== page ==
Cuts, Extensions Make a Busy Weekend for Jazz Decision-Makers

October 13th, 2017 | by Dan Clayton

Barry Gossage via utahjazz.com

While the rest of us spend this last non-NBA weekend of the year preparing for a 6-month basketball hibernation, the Jazz front office actually still has work to do.

Go ahead: clean out the den, balance your checkbook, vacuum under the couch. Get those things done now so that, starting with the Tuesday night NBA opener, your attention will be gloriously undivided. But while you’re doing that, Jazz GM Dennis Lindsey and head coach Quin Snyder still have decisions to make ahead of a pair of Monday deadlines that will impact the basketball careers of at least four of their players.

The Jazz must bring their active roster to 15 by the end of Monday, but that actually means they have to cut any non-guaranteed contracts by Saturday so that those players clear the league’s 48-hour waiver process before their salary starts to count on Tuesday. The other Monday deadline involves Rodney Hood and Dante Exum, who have until 4:00 p.m. MDT to extend their rookie scale contracts.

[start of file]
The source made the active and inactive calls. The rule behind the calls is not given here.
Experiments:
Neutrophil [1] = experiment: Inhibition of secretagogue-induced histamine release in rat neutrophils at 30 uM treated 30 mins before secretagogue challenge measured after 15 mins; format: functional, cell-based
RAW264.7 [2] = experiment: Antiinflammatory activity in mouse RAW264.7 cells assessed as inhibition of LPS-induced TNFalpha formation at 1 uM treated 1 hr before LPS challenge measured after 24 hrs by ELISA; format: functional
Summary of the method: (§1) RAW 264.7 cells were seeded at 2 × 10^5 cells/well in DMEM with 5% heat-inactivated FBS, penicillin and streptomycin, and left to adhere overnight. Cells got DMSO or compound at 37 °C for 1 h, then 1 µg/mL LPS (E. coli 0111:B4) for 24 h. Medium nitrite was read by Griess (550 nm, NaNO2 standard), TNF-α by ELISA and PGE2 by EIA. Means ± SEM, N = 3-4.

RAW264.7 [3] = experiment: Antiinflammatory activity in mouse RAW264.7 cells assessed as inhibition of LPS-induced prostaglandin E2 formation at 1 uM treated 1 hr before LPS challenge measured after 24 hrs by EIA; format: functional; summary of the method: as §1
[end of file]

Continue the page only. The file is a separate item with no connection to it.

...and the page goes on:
So enjoy your leaf-raking and laundry-folding. Here’s what Lindsey and Snyder are thinking about in the meantime.

Final Roster

Utah’s roster still requires one more cut beyond the expected release of two non-guaranteed contracts. Reserve guard Raul Neto’s deal is also fully non-guaranteed, but the two-year Jazz veteran is widely considered to be safe, especially after Dante Exum’s injury moved him up the short-term depth chart. The Salt Lake Tribune’s Tony Jones reported on Friday what most people have assumed throughout the the preseason: Neto is not at risk of being cut, and the decision will come down to forward Joel Bolomboy and wing Royce O’Neale.

Both Bolomboy and O’Neale have fully guaranteed contracts for the upcoming season at their respective minimum salaries1. But their guaranteed salaries don’t guarantee them a job. Utah has 13 other guaranteed contracts, so Neto’s reported security means that only one of the Bolomboy-O’Neale duo will make it through the weekend as a Jazz employee.

The decision is a tough one. Bolomboy has had a nice preseason, averaging almost a point per minute as he has put his athleticism on display and converted four of his six three-point attempts. A product of nearby Weber State University, he’s also popular with the locals and has spent a year developing within the Jazz system.

But he’s also the seventh big man on the depth chart, if we count hybrid big Joe Johnson, who played all of his preseason minutes at the power forward spot for Utah. The Jazz could ultimately decide that it’s a luxury to keep seven bigs, especially while Exum, a guard, remains sidelined.